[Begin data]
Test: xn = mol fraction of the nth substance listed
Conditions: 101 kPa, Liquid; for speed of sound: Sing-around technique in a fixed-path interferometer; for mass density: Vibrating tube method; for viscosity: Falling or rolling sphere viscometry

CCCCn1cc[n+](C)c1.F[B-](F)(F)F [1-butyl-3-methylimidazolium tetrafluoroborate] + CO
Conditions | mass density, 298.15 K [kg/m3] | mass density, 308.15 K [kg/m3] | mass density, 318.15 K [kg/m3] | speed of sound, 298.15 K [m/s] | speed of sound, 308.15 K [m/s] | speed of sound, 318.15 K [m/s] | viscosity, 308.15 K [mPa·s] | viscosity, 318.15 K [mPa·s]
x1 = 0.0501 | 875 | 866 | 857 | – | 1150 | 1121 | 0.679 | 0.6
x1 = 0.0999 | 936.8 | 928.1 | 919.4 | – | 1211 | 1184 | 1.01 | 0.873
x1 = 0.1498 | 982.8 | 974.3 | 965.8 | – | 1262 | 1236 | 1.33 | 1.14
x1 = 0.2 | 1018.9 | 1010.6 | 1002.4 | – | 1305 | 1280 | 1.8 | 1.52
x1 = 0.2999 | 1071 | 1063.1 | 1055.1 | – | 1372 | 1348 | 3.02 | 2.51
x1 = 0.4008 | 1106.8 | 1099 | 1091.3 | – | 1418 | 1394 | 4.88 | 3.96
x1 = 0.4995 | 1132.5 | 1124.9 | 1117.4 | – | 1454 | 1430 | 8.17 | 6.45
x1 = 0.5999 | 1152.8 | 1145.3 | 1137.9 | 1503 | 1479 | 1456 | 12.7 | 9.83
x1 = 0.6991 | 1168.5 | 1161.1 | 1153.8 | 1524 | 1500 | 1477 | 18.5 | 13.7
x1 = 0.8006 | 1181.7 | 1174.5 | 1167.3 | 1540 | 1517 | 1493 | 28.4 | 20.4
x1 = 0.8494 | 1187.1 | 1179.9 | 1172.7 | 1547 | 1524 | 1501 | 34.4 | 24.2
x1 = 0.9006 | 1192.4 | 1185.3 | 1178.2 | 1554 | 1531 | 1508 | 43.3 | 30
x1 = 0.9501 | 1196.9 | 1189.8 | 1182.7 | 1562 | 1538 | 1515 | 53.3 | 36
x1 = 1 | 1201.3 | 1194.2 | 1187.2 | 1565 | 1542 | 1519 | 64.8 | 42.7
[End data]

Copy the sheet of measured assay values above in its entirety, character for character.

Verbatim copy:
Test: xn = mol fraction of the nth substance listed
Conditions: 101 kPa, Liquid; for speed of sound: Sing-around technique in a fixed-path interferometer; for mass density: Vibrating tube method; for viscosity: Falling or rolling sphere viscometry

CCCCn1cc[n+](C)c1.F[B-](F)(F)F [1-butyl-3-methylimidazolium tetrafluoroborate] + CO
Conditions | mass density, 298.15 K [kg/m3] | mass density, 308.15 K [kg/m3] | mass density, 318.15 K [kg/m3] | speed of sound, 298.15 K [m/s] | speed of sound, 308.15 K [m/s] | speed of sound, 318.15 K [m/s] | viscosity, 308.15 K [mPa·s] | viscosity, 318.15 K [mPa·s]
x1 = 0.0501 | 875 | 866 | 857 | – | 1150 | 1121 | 0.679 | 0.6
x1 = 0.0999 | 936.8 | 928.1 | 919.4 | – | 1211 | 1184 | 1.01 | 0.873
x1 = 0.1498 | 982.8 | 974.3 | 965.8 | – | 1262 | 1236 | 1.33 | 1.14
x1 = 0.2 | 1018.9 | 1010.6 | 1002.4 | – | 1305 | 1280 | 1.8 | 1.52
x1 = 0.2999 | 1071 | 1063.1 | 1055.1 | – | 1372 | 1348 | 3.02 | 2.51
x1 = 0.4008 | 1106.8 | 1099 | 1091.3 | – | 1418 | 1394 | 4.88 | 3.96
x1 = 0.4995 | 1132.5 | 1124.9 | 1117.4 | – | 1454 | 1430 | 8.17 | 6.45
x1 = 0.5999 | 1152.8 | 1145.3 | 1137.9 | 1503 | 1479 | 1456 | 12.7 | 9.83
x1 = 0.6991 | 1168.5 | 1161.1 | 1153.8 | 1524 | 1500 | 1477 | 18.5 | 13.7
x1 = 0.8006 | 1181.7 | 1174.5 | 1167.3 | 1540 | 1517 | 1493 | 28.4 | 20.4
x1 = 0.8494 | 1187.1 | 1179.9 | 1172.7 | 1547 | 1524 | 1501 | 34.4 | 24.2
x1 = 0.9006 | 1192.4 | 1185.3 | 1178.2 | 1554 | 1531 | 1508 | 43.3 | 30
x1 = 0.9501 | 1196.9 | 1189.8 | 1182.7 | 1562 | 1538 | 1515 | 53.3 | 36
x1 = 1 | 1201.3 | 1194.2 | 1187.2 | 1565 | 1542 | 1519 | 64.8 | 42.7